A simple mail transfer protocol (SMTP) abuse tool dubbed Legion can scan Shodan to identify misconfigured cloud servers and then take over SMTP email marketing programs or launch phishing campaigns.
In a blog post Thursday, Cado Security said Legion was focused on enumerating vulnerable SMTP servers, conducting remote code execution, and exploiting vulnerable versions of Apache. The tool has been targeting 19 different cloud services, including AWS, PayPal, Stripe and Twilio.
Legion can also send SMS text messages to launch mobile-based phishing and disinformation campaigns and has targeted 14 different telecoms, including AT&T, Sprint, T-Mobile, and Verizon. It can also bundle additional functionality traditionally found in more common hacking tools, such as the ability to execute web server specific exploit code and brute force account credentials.
Matt Muir, a threat intelligence researcher at Cado, said security administrators can neutralize Legion by making sure their environment files are not exposed to the public internet.
“Environment files are text files used to store credentials,” explained Muir. “By securing the environment files there’s not much Legion can do. Admins have to make sure that the environment files are not located in a directory that’s exposed to the internet.”
Muir said Cado researchers consider Legion an emerging generation of cloud-focused credential harvester/spam utilities. Developers of these tools often steal each other's code, making attribution to a particular group difficult.
During their research, Muir said the researchers also realized that Legion was related to a more recent malware sample that Ian Ahl from Permiso had analyzed. In the spirit of collaboration and considering they have a mutual interest in cloud security, Cado reached out to Ahl to get his thoughts on this particular sample, which he shared in a recent blog.
“Mail and SMS abuse are big business for attackers,” wrote Ahl. “We have come across close to a dozen variants of similar scripts that are being sold regularly for nefarious purposes. Legion is not the first nor will it be the last.”
Muir said Legion also bears some similarities to tools such as Andr0xGhost, discovered by Lacework, and AlienFox, discovered by SentinelOne. These tools are often distributed via Telegram and their features make them attractive to those wishing to conduct mass spam or phishing operations.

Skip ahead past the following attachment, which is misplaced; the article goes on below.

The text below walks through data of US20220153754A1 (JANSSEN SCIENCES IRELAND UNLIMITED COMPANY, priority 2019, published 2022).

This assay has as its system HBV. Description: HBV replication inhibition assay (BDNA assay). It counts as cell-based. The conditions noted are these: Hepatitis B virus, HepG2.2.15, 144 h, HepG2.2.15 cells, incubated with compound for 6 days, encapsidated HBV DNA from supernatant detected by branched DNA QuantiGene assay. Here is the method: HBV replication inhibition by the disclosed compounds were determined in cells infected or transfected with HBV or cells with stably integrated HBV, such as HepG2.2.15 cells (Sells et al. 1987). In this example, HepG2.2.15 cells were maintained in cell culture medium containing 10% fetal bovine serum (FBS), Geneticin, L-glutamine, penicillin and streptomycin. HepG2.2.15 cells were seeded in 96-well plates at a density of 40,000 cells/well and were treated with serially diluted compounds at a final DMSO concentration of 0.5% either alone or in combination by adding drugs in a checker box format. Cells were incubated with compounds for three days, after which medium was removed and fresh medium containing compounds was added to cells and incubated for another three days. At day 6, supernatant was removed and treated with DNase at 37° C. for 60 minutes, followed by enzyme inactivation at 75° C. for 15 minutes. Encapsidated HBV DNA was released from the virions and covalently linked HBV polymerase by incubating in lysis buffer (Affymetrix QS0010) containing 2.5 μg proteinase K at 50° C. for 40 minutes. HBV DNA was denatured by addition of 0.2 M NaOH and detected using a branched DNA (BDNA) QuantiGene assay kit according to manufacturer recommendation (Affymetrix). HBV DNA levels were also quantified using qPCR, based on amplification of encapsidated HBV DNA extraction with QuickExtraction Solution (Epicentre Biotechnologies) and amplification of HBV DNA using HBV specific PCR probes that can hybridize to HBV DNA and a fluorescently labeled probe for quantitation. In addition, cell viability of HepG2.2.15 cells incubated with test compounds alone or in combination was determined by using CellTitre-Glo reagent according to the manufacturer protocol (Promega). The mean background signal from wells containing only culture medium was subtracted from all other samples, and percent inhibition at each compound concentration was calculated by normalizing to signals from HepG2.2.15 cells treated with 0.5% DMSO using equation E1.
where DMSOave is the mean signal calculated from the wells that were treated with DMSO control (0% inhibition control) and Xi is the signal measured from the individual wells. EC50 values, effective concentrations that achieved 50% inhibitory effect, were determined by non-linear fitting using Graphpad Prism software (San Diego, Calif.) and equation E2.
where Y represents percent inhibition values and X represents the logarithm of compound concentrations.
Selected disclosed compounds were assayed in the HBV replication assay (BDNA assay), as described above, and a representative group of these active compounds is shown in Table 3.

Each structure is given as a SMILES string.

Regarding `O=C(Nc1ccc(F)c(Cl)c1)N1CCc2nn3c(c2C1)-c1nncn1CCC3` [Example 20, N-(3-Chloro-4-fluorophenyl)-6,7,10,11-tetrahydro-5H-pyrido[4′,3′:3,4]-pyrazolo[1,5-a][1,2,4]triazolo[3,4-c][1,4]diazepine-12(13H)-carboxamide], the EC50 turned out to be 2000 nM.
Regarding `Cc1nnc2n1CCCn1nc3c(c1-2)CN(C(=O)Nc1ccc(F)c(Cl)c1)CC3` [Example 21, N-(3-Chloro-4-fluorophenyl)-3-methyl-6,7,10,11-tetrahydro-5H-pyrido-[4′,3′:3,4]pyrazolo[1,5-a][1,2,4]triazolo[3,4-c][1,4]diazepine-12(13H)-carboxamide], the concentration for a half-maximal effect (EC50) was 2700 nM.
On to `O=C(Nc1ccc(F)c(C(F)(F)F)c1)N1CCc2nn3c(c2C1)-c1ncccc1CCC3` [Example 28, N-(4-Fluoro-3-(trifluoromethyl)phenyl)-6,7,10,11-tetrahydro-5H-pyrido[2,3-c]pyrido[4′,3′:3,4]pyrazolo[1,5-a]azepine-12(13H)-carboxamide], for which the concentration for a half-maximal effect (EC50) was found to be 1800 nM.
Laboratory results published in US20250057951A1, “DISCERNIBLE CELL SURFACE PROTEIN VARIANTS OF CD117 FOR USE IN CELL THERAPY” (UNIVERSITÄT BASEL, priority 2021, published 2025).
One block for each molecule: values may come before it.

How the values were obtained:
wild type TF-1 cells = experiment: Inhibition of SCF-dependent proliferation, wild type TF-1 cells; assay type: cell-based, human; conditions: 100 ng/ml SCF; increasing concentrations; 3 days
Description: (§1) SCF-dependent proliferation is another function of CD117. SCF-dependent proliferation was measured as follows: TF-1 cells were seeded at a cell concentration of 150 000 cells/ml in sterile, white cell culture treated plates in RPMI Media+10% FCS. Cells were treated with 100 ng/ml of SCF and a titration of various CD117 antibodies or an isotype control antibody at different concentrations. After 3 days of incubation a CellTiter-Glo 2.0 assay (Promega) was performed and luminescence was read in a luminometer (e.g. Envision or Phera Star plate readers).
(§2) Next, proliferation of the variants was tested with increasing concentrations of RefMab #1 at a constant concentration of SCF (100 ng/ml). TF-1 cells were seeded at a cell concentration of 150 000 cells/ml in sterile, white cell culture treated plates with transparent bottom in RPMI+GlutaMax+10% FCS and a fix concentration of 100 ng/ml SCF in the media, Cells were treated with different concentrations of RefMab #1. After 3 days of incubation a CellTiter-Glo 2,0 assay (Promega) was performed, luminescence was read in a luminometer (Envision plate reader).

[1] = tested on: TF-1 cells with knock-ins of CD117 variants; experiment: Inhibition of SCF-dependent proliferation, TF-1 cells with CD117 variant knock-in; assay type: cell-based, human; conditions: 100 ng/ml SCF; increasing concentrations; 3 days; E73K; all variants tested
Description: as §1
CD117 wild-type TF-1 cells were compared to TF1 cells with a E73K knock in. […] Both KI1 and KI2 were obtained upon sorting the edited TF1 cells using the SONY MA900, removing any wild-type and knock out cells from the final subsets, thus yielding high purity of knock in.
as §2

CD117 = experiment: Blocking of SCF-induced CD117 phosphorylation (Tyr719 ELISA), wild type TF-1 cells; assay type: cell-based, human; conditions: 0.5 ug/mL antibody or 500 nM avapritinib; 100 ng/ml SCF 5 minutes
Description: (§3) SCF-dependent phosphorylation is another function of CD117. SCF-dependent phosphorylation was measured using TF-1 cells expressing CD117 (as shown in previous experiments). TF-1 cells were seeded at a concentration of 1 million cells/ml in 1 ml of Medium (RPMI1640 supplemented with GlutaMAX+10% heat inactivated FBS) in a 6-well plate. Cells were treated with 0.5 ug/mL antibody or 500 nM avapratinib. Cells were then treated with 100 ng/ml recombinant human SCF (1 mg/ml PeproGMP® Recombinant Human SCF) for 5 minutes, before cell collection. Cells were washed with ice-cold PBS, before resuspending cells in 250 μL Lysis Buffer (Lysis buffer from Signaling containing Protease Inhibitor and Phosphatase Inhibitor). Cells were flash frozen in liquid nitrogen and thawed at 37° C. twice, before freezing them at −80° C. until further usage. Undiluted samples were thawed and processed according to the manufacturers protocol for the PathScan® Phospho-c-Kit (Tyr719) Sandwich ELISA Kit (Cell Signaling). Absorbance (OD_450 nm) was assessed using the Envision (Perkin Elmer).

The Telegram groups used to distribute Legion have a combined membership of about 5,000. Muir said although we can assume not everybody in these groups will purchase a license for the software, it’s clear that there’s now considerable demand for such a tool.
“If even half of the members purchased a license and used the SMTP abuse capabilities for spam or phishing purposes, I don’t think it’s unreasonable to assume that tens of thousands of users would be affected,” said Muir, who also footnoted that at the time the blog was written, Cado researchers had seen zero detections on VirusTotal.
It’s important to note that the credentials being harvested in this case are potentially privileged API credentials, said Nick Rago, Field CTO at Salt Security. Rago said stolen credentials pose a critical risk to APIs.
“Attackers often look to get access to an API using credentials or tokens obtained through nefarious means,” said Rago. “Once they gain the valid privileged credential or token, the attacker can leverage the API to exfiltrate data or compromise a service.”
Davis McCarthy, principal security researcher at Valtix, added that Legion automates real world tactics, techniques and procedures at scale, reducing the threat actors time to initial access. McCarthy explained that if the hacker can’t exploit the target organization’s infrastructure remotely, then there are options to brute-force AWS credentials and set up phishing campaigns with Amazon SES.
“The AWS module also tags newly created malicious users, working as a defense evasion technique and establishing legitimacy,” said McCarthy. “Even target reconnaissance is made easy by integrating with Shodan.”